This morning I came across this image from 2014 and I can’t stop staring at it. I don’t know if it’s even a good photo, but it does have an odd hold on my attention. Everything in this image is subservient to the typewriter curiously perched on a shelf that fits it perfectly. The door, slightly ajar, points to it. The spout on the watering can is aimed directly at it. But what’s the damned typewriter doing there? What’s its purpose? While we’re at it, what is the purpose of anything? What is the purpose of people?
It makes no sense. The watering can, the urn with twigs, one of which twines out to above the slightly open door, the objects on the wall, the writing, the sign on the door, and the goddamn yellow typewriter.
This swing set is stationed on a beach near San Clemente. Sand, rocks, the gentle surf, a fence to keep people out or in. I can’t take my eyes off the garbage. There’s the plastic cup in front of the fence and then there’s the Starbucks cup by the one potential swinger. Was it there when they arrived? Will it be there when they leave? I see garbage everywhere. We the people of the planet earth excel at making and distributing garbage. We’re also experts at melting ice.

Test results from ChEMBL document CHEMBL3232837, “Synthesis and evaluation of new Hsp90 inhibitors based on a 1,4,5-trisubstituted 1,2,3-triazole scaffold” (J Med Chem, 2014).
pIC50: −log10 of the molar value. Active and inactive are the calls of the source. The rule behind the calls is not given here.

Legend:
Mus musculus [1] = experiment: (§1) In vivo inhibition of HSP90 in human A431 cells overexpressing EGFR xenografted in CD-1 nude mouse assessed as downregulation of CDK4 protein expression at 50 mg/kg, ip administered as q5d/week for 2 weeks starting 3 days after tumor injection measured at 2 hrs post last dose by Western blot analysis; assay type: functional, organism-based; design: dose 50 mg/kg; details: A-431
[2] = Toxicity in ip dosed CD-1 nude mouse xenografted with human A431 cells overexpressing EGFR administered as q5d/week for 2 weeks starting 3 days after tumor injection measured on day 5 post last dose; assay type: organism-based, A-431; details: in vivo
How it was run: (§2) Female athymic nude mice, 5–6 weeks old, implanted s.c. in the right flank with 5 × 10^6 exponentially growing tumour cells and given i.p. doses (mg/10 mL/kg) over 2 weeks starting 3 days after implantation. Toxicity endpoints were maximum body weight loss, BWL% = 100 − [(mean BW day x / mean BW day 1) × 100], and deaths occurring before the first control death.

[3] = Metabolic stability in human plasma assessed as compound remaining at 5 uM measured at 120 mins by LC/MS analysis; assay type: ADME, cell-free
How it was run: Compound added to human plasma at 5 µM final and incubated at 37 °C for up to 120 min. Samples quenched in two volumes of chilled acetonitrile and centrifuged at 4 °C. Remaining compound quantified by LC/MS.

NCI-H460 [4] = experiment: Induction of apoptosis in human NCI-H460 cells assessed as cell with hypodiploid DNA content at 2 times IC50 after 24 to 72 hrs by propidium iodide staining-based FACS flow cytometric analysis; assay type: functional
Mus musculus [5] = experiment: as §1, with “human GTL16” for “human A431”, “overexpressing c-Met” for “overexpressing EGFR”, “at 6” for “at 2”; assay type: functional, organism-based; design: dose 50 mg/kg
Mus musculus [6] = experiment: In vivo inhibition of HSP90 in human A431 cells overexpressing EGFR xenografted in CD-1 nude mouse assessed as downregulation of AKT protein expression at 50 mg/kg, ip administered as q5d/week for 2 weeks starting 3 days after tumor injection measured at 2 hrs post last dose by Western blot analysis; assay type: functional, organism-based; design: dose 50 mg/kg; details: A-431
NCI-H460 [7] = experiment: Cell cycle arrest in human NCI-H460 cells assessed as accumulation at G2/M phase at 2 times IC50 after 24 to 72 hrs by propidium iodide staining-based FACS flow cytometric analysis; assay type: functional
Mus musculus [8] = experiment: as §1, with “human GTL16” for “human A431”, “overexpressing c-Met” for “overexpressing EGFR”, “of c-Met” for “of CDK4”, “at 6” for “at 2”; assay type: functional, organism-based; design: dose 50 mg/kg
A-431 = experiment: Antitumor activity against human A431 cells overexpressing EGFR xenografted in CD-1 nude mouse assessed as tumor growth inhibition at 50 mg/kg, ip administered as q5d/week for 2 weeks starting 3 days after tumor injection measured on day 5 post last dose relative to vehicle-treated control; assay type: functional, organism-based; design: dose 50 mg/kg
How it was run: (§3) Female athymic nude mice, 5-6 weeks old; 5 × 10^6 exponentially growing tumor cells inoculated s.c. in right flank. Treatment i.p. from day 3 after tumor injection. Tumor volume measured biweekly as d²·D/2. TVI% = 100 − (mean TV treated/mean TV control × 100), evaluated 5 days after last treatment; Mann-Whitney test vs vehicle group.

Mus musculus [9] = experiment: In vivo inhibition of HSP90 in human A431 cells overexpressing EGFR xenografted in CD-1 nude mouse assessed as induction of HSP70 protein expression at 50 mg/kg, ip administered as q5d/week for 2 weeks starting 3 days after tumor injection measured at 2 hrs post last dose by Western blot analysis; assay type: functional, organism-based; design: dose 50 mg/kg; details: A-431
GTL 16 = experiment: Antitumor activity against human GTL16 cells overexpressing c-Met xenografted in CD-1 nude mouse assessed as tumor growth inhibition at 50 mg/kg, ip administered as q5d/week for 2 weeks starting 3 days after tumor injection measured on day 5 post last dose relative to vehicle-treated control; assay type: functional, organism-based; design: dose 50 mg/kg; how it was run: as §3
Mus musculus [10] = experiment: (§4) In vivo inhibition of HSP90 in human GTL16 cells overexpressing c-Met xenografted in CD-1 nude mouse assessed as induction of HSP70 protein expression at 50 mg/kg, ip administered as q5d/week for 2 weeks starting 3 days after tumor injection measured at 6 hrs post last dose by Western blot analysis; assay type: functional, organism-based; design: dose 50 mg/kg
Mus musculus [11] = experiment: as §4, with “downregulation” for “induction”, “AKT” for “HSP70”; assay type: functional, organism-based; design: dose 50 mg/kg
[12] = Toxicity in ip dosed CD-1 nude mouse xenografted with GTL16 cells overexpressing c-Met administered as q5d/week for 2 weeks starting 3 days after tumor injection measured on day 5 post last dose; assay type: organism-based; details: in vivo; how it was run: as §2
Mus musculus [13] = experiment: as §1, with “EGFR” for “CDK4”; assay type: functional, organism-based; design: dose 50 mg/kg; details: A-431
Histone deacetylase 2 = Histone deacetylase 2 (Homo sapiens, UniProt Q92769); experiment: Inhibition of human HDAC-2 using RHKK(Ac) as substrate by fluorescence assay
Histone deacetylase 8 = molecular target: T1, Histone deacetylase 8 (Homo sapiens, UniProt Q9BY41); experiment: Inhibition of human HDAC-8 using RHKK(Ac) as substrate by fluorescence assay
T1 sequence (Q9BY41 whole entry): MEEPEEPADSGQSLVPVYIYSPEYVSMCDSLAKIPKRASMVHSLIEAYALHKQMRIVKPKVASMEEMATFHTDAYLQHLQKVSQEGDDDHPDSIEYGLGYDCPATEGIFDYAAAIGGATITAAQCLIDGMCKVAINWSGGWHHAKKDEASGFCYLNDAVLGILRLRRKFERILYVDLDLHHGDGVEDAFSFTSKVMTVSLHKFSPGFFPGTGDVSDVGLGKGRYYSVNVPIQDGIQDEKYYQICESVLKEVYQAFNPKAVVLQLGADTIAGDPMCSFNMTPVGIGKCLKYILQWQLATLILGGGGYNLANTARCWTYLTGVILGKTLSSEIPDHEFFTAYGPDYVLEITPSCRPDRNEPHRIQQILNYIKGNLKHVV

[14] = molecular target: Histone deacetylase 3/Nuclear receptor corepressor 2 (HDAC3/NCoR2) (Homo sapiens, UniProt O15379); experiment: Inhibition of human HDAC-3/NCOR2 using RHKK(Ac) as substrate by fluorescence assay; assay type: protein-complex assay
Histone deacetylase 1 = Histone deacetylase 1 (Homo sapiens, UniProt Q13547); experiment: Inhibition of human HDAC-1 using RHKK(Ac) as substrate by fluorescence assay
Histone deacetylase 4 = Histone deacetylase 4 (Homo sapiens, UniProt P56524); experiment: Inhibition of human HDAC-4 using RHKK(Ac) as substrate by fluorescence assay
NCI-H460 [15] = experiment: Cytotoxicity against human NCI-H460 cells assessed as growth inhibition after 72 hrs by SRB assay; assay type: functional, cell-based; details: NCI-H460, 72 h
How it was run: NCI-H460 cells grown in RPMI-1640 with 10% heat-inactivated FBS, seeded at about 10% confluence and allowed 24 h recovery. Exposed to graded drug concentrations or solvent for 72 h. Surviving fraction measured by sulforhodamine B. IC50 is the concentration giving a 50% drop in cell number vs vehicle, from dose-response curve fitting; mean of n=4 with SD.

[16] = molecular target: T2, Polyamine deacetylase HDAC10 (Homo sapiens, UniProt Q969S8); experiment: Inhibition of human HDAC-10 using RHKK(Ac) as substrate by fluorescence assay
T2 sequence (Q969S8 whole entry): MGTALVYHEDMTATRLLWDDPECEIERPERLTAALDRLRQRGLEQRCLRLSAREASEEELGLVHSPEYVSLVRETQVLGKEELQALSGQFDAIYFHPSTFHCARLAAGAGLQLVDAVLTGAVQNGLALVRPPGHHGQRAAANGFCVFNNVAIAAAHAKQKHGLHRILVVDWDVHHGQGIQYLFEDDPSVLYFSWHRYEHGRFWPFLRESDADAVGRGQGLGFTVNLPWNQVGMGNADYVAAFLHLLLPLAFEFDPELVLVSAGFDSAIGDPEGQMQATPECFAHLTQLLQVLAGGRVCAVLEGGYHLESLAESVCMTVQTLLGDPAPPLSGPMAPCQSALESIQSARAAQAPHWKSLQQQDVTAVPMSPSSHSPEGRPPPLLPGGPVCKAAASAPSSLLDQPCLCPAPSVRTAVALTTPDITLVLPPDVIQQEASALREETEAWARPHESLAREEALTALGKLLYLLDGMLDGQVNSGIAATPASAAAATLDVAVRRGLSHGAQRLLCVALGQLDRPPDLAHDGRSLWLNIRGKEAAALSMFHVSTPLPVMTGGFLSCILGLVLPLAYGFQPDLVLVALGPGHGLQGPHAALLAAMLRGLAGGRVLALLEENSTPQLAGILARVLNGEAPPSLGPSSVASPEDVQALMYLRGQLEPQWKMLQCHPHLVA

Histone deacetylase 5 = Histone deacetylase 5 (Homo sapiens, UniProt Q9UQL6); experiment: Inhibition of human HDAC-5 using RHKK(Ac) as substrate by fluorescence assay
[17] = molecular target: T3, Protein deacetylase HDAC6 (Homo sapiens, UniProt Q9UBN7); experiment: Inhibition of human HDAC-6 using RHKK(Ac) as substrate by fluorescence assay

Sometimes we take the train to or from New York and I aim my camera out the window. As the train works its way through North Philadelphia, I snap photo after photo of the past, the once vibrant manufacturing housed in now abandoned factory buildings. Some have been converted to apartments, but most serve as canvases for graffiti artists and targets for rock throwers. Philadelphia Pants lived in two of these North Philadelphia buildings. One at Tenth & Berks from 1960-1980, and another at Nineteenth & Allegheny from 1987-1989. There were other homes in South Philadelphia and Center City. Listen carefully and you can still hear the echos of sewing machines and the hiss of steam presses.